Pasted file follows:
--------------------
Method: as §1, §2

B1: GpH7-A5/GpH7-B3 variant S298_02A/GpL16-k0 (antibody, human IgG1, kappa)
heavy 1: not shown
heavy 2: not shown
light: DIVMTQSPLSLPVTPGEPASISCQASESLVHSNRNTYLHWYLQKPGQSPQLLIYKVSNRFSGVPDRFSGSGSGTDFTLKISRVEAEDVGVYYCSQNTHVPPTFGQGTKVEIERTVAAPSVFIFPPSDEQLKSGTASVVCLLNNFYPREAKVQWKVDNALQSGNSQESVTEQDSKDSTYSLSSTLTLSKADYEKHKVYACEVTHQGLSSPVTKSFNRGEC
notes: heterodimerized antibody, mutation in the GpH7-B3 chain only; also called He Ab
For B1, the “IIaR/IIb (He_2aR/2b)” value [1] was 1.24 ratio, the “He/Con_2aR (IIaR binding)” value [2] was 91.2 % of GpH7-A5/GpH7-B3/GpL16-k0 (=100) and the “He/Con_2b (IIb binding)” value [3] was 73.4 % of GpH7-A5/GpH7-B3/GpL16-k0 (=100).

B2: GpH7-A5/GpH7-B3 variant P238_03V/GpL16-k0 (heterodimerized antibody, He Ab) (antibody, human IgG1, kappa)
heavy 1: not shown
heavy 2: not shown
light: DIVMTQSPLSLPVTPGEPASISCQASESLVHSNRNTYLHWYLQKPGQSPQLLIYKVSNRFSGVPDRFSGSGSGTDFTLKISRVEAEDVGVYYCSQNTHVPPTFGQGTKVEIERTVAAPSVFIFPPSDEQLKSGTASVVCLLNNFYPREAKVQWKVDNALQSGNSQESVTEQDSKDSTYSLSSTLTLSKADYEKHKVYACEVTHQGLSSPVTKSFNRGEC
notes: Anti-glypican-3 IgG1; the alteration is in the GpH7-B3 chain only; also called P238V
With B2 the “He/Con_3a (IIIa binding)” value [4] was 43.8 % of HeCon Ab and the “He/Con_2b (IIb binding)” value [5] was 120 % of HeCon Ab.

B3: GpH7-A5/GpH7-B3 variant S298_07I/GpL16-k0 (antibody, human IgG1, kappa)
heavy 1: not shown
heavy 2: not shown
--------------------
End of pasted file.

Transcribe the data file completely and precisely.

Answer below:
Method: as §1, §2

B1: GpH7-A5/GpH7-B3 variant S298_02A/GpL16-k0 (antibody, human IgG1, kappa)
heavy 1: not shown
heavy 2: not shown
light: DIVMTQSPLSLPVTPGEPASISCQASESLVHSNRNTYLHWYLQKPGQSPQLLIYKVSNRFSGVPDRFSGSGSGTDFTLKISRVEAEDVGVYYCSQNTHVPPTFGQGTKVEIERTVAAPSVFIFPPSDEQLKSGTASVVCLLNNFYPREAKVQWKVDNALQSGNSQESVTEQDSKDSTYSLSSTLTLSKADYEKHKVYACEVTHQGLSSPVTKSFNRGEC
notes: heterodimerized antibody, mutation in the GpH7-B3 chain only; also called He Ab
For B1, the “IIaR/IIb (He_2aR/2b)” value [1] was 1.24 ratio, the “He/Con_2aR (IIaR binding)” value [2] was 91.2 % of GpH7-A5/GpH7-B3/GpL16-k0 (=100) and the “He/Con_2b (IIb binding)” value [3] was 73.4 % of GpH7-A5/GpH7-B3/GpL16-k0 (=100).

B2: GpH7-A5/GpH7-B3 variant P238_03V/GpL16-k0 (heterodimerized antibody, He Ab) (antibody, human IgG1, kappa)
heavy 1: not shown
heavy 2: not shown
light: DIVMTQSPLSLPVTPGEPASISCQASESLVHSNRNTYLHWYLQKPGQSPQLLIYKVSNRFSGVPDRFSGSGSGTDFTLKISRVEAEDVGVYYCSQNTHVPPTFGQGTKVEIERTVAAPSVFIFPPSDEQLKSGTASVVCLLNNFYPREAKVQWKVDNALQSGNSQESVTEQDSKDSTYSLSSTLTLSKADYEKHKVYACEVTHQGLSSPVTKSFNRGEC
notes: Anti-glypican-3 IgG1; the alteration is in the GpH7-B3 chain only; also called P238V
With B2 the “He/Con_3a (IIIa binding)” value [4] was 43.8 % of HeCon Ab and the “He/Con_2b (IIb binding)” value [5] was 120 % of HeCon Ab.

B3: GpH7-A5/GpH7-B3 variant S298_07I/GpL16-k0 (antibody, human IgG1, kappa)
heavy 1: not shown
heavy 2: not shown